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A new review paper suggests the popular drugs for lowering cholesterol may actually be “mitochondrial toxins.”
A new review paper challenges the belief that taking statins for cholesterol reduction also decreases atherosclerosis. Published in Expert Review of Clinical Pharmacology, the paper suggests that statins may actually act as “mitochondrial toxins” by stimulating atherosclerosis and heart failure, partly through inhibition of the synthesis of vitamin K2.
Statins are frequently prescribed for cholesterol reduction, but the researchers claim they also “impair muscle function in the heart and blood vessels through the depletion of coenzyme Q10 and ‘heme A,’ and thereby ATP [adenosine triphosphate] generation.” The paper cites a wide range of studies in pointing out the perils of statins, the majority of which were published in the last 20 years.
One of the authors’ findings was that “statins inhibit [vitamin K2] formation, and thereby accelerate coronary artery calcification, an important marker of the progress of atherosclerosis.”
Earlier this year, a clinical trial found that vitamin K2 menaquinone-7 from NattoPharma (Oslo) may help improve arterial flexibility. Natto Pharma issued a statement on the new paper and its possible implications on vitamin K2 research.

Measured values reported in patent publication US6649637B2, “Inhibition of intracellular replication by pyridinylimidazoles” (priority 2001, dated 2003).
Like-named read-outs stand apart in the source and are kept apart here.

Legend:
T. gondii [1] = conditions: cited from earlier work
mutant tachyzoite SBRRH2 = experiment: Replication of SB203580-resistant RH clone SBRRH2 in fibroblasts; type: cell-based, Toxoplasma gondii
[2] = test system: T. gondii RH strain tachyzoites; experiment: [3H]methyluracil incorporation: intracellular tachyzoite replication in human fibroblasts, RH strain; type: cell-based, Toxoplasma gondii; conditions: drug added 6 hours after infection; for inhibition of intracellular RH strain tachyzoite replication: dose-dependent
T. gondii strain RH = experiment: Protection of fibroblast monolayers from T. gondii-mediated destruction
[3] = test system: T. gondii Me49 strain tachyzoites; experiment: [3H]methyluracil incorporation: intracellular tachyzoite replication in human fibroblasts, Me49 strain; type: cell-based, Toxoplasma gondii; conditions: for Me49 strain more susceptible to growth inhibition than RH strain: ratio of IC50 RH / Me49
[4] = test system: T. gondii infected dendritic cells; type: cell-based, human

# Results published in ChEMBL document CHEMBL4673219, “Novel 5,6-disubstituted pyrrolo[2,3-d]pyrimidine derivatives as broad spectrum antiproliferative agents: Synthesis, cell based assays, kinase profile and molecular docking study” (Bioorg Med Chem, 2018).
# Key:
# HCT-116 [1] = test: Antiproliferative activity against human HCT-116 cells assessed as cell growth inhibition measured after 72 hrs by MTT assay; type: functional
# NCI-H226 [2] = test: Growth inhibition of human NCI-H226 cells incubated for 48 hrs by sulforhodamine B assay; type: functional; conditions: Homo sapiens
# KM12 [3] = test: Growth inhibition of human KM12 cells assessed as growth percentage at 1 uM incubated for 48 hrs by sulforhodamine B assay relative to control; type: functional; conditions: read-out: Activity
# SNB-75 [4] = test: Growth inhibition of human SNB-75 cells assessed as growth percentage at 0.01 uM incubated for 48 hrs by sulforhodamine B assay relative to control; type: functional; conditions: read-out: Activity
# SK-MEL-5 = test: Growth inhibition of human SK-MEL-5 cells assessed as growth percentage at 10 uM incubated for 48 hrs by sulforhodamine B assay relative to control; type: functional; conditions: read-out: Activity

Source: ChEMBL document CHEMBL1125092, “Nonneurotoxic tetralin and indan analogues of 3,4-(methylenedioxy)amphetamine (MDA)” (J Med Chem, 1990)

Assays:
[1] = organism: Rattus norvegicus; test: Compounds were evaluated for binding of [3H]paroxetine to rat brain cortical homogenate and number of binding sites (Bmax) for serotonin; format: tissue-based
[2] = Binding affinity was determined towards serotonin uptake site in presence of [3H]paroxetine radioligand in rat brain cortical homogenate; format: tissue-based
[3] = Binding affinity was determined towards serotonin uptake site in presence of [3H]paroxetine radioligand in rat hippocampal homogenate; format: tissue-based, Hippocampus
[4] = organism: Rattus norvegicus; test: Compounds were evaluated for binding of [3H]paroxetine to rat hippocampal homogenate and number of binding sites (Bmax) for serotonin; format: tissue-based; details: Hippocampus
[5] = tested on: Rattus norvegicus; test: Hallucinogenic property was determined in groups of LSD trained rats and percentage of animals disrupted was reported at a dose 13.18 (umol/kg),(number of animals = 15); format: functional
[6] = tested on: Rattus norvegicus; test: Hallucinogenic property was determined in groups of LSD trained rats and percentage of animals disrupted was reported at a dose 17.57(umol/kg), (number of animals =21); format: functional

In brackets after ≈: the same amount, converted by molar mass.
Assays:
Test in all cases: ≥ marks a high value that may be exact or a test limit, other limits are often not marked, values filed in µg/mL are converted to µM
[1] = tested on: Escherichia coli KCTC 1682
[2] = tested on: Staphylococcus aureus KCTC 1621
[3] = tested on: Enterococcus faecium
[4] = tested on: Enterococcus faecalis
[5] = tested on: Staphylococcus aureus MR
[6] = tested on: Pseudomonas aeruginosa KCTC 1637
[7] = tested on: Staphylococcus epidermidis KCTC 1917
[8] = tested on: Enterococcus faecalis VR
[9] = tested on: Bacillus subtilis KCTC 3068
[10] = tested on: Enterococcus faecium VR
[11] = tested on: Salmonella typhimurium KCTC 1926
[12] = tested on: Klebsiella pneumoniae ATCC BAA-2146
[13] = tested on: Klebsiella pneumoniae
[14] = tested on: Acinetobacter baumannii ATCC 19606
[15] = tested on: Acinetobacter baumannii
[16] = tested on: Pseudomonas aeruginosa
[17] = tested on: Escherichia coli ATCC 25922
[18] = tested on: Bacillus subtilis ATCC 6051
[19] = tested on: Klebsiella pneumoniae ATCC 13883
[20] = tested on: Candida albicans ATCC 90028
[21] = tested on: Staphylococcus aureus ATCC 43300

“This new paper speaks directly to statins interrupting the mechanism of action by which vitamin K2 inhibits calcifications,” says Hogne Vik, CEO of NattoPharma. “Conversely, research clearly demonstrates that increasing dietary vitamin K2, specifically vitamin K2 as menaquinone-7, can improve vitamin K2 levels in the blood and tissues, thus promoting cardiovascular health.”
Okuyama H et al. “Statins stimulate atherosclerosis and heart failure: pharmacological mechanisms.” Expert Review of Clinical Pharmacology, vol. 8, no. 2 (March 2015): 189-199
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